Announcing the Lenfest Constellation News Leadership Initiative
Today, The Lenfest Institute for Journalism is excited to announce the launch of the Lenfest Constellation News Leadership Initiative, a comprehensive management development program designed to provide career coaching and resources to Philadelphia-area media professionals of color pursuing leadership roles in local news media enterprises.
This seven-month fellowship will support mid-career media makers of color in the Greater Philadelphia area with world-class training from the Craig Newmark Graduate School of Journalism at CUNY, mentorship from Executive Advisors who have advanced to positions of leadership in news enterprises, and career coaching from Crawford Leadership Strategies, a Black-owned leadership development firm. The program is open to candidates who work in editorial, product, business, or technology at media Philadelphia-area news media enterprises.
We are now accepting applications for both Fellows and the Executive Advisors in the program. The program is free for Fellows and Executive Advisors will be compensated $1,000 for their time. The deadline to apply is July 17 at 11:59 p.m. EDT. For more information, please visit this FAQ. We hosted a webinar on June 30 to answer any questions you may have. You can find that recording here. This program was made possible thanks in part to the generous support of the Independence Public Media Foundation as well as by funding and programing services provided by The Lenfest Institute.
While the Constellation Initiative has been in development for months, the program has taken on new urgency in recent weeks as conversations about racism, and specifically anti-Black racism, have risen to the fore in a way we haven’t seen in generations. As an important part of our communities and our democracy, journalists, news organizations, and journalism funders have begun to look in the proverbial mirror at the role we play in perpetuating marginalization of people of color. As protests from media professionals of color in news organizations across the country showed us, the reflection staring back at us does not always stand up to our ideals of fairness and equity for all.
Addressing these issues is critical for both newsrooms and the communities they serve. The U.S. Census projects that by 2045 the United States will be majority people of color. In Philadelphia, that is already the case. We know that to fulfill the Lenfest Institute’s overarching mission of finding sustainable business models for important local journalism, news coverage needs to be reflective, relatable, and relevant to diverse communities. And in order for that to happen, newsrooms need to be more than diverse; they need to be equitable.
While there is a clear moral imperative for supporting more equitable news coverage, there’s an obvious business case as well: News organizations are increasingly reliant on direct financial support from readers. If questions of diversity are left unaddressed, we are leaving out a core part of the equation of business sustainability for news.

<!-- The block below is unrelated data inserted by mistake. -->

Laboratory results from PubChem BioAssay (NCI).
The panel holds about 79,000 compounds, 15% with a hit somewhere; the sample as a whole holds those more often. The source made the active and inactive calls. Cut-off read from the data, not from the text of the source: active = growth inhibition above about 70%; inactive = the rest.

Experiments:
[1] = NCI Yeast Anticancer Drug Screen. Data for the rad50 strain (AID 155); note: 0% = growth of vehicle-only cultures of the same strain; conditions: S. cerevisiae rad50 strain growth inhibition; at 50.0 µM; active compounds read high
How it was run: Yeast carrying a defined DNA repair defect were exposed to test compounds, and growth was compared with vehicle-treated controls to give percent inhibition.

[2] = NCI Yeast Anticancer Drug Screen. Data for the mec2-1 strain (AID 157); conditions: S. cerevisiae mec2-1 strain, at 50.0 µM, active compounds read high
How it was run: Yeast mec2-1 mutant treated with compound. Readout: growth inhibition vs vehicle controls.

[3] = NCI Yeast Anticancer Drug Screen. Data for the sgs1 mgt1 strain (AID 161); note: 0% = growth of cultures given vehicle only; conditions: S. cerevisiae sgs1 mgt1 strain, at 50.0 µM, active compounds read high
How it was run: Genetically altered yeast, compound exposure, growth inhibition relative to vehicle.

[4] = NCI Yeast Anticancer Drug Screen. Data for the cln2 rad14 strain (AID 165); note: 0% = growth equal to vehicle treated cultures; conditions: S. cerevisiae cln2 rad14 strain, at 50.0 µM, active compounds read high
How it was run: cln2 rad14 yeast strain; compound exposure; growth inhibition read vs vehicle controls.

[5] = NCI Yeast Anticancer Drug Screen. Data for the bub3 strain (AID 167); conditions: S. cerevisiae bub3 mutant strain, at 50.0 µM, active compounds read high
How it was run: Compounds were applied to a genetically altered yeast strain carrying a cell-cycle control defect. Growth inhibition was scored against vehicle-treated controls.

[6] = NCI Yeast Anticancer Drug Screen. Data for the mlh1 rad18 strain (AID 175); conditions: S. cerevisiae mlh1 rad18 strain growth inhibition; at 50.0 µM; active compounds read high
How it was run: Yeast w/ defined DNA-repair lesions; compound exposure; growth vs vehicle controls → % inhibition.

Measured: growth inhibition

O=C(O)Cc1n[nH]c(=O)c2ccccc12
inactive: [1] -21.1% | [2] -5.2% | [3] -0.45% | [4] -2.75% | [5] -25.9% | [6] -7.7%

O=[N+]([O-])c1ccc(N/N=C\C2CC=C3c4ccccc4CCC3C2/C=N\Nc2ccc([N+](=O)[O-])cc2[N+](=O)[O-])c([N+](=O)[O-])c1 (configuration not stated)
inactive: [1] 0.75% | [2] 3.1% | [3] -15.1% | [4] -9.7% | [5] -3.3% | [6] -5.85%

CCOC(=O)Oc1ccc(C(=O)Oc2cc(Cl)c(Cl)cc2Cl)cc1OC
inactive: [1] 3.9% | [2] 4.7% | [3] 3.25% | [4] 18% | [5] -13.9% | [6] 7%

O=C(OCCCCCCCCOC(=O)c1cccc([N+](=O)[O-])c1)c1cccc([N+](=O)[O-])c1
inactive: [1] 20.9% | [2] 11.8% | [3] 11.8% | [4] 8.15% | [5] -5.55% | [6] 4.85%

We hope that the Lenfest Constellation News Leadership Initiative can help Philadelphia-area publishers make progress.
There have been many programs aimed at improving diversity in newsrooms, from career fairs for journalists of color to internships and fellowships for these professionals. Although some of these programs have made in-roads, they have focused mainly on the issue of entry-level pipeline and early-career support for journalists of color. These programs are important, but without a focus on newsroom culture, leadership development of people of color to assume mid-level and senior-level managerial roles, or work to improve equity and inclusion in news, our work falls woefully short.
We are aware that there is no single initiative or fellowship program that will fully address the systemic lack of diversity in news enterprises, specifically at the mid-career and leadership levels. We understand that the core issue that has led to the minimal progress made to diversify newsrooms after nearly 50 years of stated “commitment” from news organizations is structural racism. Even with additional support for media professionals of color, we will fail Philadelphia’s news ecosystem if we don’t address these organizational and systemic needs. In addition to the programming of the Constellation Initiative itself, we will engage leaders of the news organizations with Fellows in the program to work to address these needs.
In light of recent events, The Lenfest Institute has pledged to work on needed systemic changes. The Constellation Initiative is just one part of this commitment, and we will share more details on our plans in the coming weeks.
These past few weeks have been a time of reckoning for the news industry, for our city, our nation, and our world regarding racism and inequality. The time for action and change is now. As media professionals, we have the opportunity to change the narrative and show all communities respect and dignity in service of Philadelphia and democracy. We hope that this program is one step in making the Philadelphia media ecosystem more equitable to all communities.